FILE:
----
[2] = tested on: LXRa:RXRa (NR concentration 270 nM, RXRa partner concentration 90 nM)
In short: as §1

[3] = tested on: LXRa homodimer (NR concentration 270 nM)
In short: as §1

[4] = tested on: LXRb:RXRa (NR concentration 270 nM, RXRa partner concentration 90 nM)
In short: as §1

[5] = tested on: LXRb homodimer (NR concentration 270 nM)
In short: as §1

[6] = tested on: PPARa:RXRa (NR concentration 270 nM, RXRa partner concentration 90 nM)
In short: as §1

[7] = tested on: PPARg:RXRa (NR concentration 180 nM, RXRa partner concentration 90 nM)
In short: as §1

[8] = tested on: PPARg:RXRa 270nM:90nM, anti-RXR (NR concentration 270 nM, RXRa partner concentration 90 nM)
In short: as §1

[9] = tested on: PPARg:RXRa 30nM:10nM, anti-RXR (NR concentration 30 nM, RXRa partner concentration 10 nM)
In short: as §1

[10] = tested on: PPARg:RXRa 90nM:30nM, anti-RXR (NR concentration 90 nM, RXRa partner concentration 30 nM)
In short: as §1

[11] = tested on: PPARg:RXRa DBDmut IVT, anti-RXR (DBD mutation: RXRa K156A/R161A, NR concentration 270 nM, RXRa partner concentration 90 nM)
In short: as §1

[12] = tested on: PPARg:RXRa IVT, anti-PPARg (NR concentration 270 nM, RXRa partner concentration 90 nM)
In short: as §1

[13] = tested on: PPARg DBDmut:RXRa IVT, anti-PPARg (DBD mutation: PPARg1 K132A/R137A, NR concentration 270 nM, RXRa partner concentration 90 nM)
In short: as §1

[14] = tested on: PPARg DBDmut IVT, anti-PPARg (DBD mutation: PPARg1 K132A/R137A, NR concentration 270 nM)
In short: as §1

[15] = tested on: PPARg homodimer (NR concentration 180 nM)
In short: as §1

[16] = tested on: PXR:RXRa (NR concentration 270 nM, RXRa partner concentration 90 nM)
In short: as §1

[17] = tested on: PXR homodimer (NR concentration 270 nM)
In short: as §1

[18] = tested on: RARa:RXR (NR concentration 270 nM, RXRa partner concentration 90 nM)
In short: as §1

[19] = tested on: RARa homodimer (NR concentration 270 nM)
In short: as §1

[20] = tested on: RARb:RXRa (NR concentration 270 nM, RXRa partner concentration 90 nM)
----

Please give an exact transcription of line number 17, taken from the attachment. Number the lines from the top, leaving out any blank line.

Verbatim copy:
[10] = tested on: PPARg:RXRa 90nM:30nM, anti-RXR (NR concentration 90 nM, RXRa partner concentration 30 nM)